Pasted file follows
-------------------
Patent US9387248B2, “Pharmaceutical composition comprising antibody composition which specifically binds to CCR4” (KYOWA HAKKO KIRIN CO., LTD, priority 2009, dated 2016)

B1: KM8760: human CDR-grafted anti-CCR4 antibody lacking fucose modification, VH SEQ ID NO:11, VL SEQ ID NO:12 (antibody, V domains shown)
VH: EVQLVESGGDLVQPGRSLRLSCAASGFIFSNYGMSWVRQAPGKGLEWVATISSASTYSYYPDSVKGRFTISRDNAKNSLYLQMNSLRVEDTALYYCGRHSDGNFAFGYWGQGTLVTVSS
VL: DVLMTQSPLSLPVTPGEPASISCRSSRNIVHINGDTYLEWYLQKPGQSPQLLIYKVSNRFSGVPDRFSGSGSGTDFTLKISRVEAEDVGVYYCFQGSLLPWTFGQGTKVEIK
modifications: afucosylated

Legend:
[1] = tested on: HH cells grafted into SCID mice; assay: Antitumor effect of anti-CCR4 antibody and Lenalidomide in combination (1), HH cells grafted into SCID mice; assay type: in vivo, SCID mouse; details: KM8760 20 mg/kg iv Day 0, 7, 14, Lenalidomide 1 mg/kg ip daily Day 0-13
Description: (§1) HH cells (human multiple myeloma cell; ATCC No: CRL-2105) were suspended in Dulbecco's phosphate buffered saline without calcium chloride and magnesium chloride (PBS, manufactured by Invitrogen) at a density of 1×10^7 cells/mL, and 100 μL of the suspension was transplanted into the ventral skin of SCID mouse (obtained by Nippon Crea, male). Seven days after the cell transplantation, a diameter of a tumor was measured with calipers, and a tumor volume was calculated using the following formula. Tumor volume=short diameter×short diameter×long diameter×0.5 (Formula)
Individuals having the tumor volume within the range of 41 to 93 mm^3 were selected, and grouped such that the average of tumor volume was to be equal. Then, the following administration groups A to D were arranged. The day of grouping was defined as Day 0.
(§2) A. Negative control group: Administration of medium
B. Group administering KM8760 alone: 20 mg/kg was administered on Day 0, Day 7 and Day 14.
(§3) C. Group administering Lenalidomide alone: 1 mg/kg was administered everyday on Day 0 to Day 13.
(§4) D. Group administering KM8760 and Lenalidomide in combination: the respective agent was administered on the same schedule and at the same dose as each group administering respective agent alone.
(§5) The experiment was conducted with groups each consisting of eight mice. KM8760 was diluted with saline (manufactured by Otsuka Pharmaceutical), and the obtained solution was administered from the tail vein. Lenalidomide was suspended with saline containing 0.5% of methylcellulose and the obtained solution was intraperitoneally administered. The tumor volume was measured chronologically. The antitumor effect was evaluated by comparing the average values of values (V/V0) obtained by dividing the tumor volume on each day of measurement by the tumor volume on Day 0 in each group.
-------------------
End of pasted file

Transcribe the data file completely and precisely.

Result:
Patent US9387248B2, “Pharmaceutical composition comprising antibody composition which specifically binds to CCR4” (KYOWA HAKKO KIRIN CO., LTD, priority 2009, dated 2016)

B1: KM8760: human CDR-grafted anti-CCR4 antibody lacking fucose modification, VH SEQ ID NO:11, VL SEQ ID NO:12 (antibody, V domains shown)
VH: EVQLVESGGDLVQPGRSLRLSCAASGFIFSNYGMSWVRQAPGKGLEWVATISSASTYSYYPDSVKGRFTISRDNAKNSLYLQMNSLRVEDTALYYCGRHSDGNFAFGYWGQGTLVTVSS
VL: DVLMTQSPLSLPVTPGEPASISCRSSRNIVHINGDTYLEWYLQKPGQSPQLLIYKVSNRFSGVPDRFSGSGSGTDFTLKISRVEAEDVGVYYCFQGSLLPWTFGQGTKVEIK
modifications: afucosylated

Legend:
[1] = tested on: HH cells grafted into SCID mice; assay: Antitumor effect of anti-CCR4 antibody and Lenalidomide in combination (1), HH cells grafted into SCID mice; assay type: in vivo, SCID mouse; details: KM8760 20 mg/kg iv Day 0, 7, 14, Lenalidomide 1 mg/kg ip daily Day 0-13
Description: (§1) HH cells (human multiple myeloma cell; ATCC No: CRL-2105) were suspended in Dulbecco's phosphate buffered saline without calcium chloride and magnesium chloride (PBS, manufactured by Invitrogen) at a density of 1×10^7 cells/mL, and 100 μL of the suspension was transplanted into the ventral skin of SCID mouse (obtained by Nippon Crea, male). Seven days after the cell transplantation, a diameter of a tumor was measured with calipers, and a tumor volume was calculated using the following formula. Tumor volume=short diameter×short diameter×long diameter×0.5 (Formula)
Individuals having the tumor volume within the range of 41 to 93 mm^3 were selected, and grouped such that the average of tumor volume was to be equal. Then, the following administration groups A to D were arranged. The day of grouping was defined as Day 0.
(§2) A. Negative control group: Administration of medium
B. Group administering KM8760 alone: 20 mg/kg was administered on Day 0, Day 7 and Day 14.
(§3) C. Group administering Lenalidomide alone: 1 mg/kg was administered everyday on Day 0 to Day 13.
(§4) D. Group administering KM8760 and Lenalidomide in combination: the respective agent was administered on the same schedule and at the same dose as each group administering respective agent alone.
(§5) The experiment was conducted with groups each consisting of eight mice. KM8760 was diluted with saline (manufactured by Otsuka Pharmaceutical), and the obtained solution was administered from the tail vein. Lenalidomide was suspended with saline containing 0.5% of methylcellulose and the obtained solution was intraperitoneally administered. The tumor volume was measured chronologically. The antitumor effect was evaluated by comparing the average values of values (V/V0) obtained by dividing the tumor volume on each day of measurement by the tumor volume on Day 0 in each group.